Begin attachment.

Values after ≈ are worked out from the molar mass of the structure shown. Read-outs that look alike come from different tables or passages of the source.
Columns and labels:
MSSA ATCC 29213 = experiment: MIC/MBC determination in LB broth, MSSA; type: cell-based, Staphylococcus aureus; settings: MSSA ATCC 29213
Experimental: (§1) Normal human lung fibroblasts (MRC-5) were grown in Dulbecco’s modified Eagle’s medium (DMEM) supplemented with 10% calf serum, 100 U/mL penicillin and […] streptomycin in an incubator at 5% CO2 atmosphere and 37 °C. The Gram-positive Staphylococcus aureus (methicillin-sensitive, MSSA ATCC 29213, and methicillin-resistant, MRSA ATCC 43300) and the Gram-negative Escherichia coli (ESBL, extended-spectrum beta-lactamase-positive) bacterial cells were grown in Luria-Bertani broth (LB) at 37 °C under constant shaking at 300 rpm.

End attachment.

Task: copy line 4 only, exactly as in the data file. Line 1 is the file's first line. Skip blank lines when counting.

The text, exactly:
Experimental: (§1) Normal human lung fibroblasts (MRC-5) were grown in Dulbecco’s modified Eagle’s medium (DMEM) supplemented with 10% calf serum, 100 U/mL penicillin and […] streptomycin in an incubator at 5% CO2 atmosphere and 37 °C. The Gram-positive Staphylococcus aureus (methicillin-sensitive, MSSA ATCC 29213, and methicillin-resistant, MRSA ATCC 43300) and the Gram-negative Escherichia coli (ESBL, extended-spectrum beta-lactamase-positive) bacterial cells were grown in Luria-Bertani broth (LB) at 37 °C under constant shaking at 300 rpm.